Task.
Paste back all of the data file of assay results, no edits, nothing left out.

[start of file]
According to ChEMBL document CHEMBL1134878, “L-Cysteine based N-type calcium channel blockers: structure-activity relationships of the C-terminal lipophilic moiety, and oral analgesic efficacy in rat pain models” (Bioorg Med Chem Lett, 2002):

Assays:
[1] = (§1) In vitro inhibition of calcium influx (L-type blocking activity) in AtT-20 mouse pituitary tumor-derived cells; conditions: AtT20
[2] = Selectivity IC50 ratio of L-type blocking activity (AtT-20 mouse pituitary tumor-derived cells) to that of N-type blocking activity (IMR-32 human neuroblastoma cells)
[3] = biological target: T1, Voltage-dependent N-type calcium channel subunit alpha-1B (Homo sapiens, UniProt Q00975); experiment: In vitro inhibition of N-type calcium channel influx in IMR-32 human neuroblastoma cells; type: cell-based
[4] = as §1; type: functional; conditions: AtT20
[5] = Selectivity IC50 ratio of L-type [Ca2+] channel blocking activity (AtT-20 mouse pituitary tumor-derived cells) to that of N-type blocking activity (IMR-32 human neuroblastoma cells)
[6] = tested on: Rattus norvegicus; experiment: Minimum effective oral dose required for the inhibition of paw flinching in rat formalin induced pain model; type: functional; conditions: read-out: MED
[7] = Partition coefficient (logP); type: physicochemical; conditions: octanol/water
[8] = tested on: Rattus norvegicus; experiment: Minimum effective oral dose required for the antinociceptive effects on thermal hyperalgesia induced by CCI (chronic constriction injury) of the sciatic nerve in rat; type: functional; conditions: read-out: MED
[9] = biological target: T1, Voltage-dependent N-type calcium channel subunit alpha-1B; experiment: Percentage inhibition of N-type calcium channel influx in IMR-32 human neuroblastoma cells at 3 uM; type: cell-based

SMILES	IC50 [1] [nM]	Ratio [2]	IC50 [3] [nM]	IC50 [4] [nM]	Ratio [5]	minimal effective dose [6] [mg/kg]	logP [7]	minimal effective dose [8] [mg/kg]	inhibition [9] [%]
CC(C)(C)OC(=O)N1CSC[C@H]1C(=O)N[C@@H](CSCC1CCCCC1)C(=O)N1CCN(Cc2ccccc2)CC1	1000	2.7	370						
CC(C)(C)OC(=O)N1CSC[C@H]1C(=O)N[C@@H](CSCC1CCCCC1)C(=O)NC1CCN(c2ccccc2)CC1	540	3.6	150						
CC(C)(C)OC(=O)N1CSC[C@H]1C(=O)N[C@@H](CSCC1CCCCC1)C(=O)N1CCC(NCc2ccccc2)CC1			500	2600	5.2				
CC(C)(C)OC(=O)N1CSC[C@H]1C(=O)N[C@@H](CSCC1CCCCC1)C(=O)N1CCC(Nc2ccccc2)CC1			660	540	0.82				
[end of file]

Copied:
According to ChEMBL document CHEMBL1134878, “L-Cysteine based N-type calcium channel blockers: structure-activity relationships of the C-terminal lipophilic moiety, and oral analgesic efficacy in rat pain models” (Bioorg Med Chem Lett, 2002):

Assays:
[1] = (§1) In vitro inhibition of calcium influx (L-type blocking activity) in AtT-20 mouse pituitary tumor-derived cells; conditions: AtT20
[2] = Selectivity IC50 ratio of L-type blocking activity (AtT-20 mouse pituitary tumor-derived cells) to that of N-type blocking activity (IMR-32 human neuroblastoma cells)
[3] = biological target: T1, Voltage-dependent N-type calcium channel subunit alpha-1B (Homo sapiens, UniProt Q00975); experiment: In vitro inhibition of N-type calcium channel influx in IMR-32 human neuroblastoma cells; type: cell-based
[4] = as §1; type: functional; conditions: AtT20
[5] = Selectivity IC50 ratio of L-type [Ca2+] channel blocking activity (AtT-20 mouse pituitary tumor-derived cells) to that of N-type blocking activity (IMR-32 human neuroblastoma cells)
[6] = tested on: Rattus norvegicus; experiment: Minimum effective oral dose required for the inhibition of paw flinching in rat formalin induced pain model; type: functional; conditions: read-out: MED
[7] = Partition coefficient (logP); type: physicochemical; conditions: octanol/water
[8] = tested on: Rattus norvegicus; experiment: Minimum effective oral dose required for the antinociceptive effects on thermal hyperalgesia induced by CCI (chronic constriction injury) of the sciatic nerve in rat; type: functional; conditions: read-out: MED
[9] = biological target: T1, Voltage-dependent N-type calcium channel subunit alpha-1B; experiment: Percentage inhibition of N-type calcium channel influx in IMR-32 human neuroblastoma cells at 3 uM; type: cell-based

SMILES	IC50 [1] [nM]	Ratio [2]	IC50 [3] [nM]	IC50 [4] [nM]	Ratio [5]	minimal effective dose [6] [mg/kg]	logP [7]	minimal effective dose [8] [mg/kg]	inhibition [9] [%]
CC(C)(C)OC(=O)N1CSC[C@H]1C(=O)N[C@@H](CSCC1CCCCC1)C(=O)N1CCN(Cc2ccccc2)CC1	1000	2.7	370						
CC(C)(C)OC(=O)N1CSC[C@H]1C(=O)N[C@@H](CSCC1CCCCC1)C(=O)NC1CCN(c2ccccc2)CC1	540	3.6	150						
CC(C)(C)OC(=O)N1CSC[C@H]1C(=O)N[C@@H](CSCC1CCCCC1)C(=O)N1CCC(NCc2ccccc2)CC1			500	2600	5.2				
CC(C)(C)OC(=O)N1CSC[C@H]1C(=O)N[C@@H](CSCC1CCCCC1)C(=O)N1CCC(Nc2ccccc2)CC1			660	540	0.82				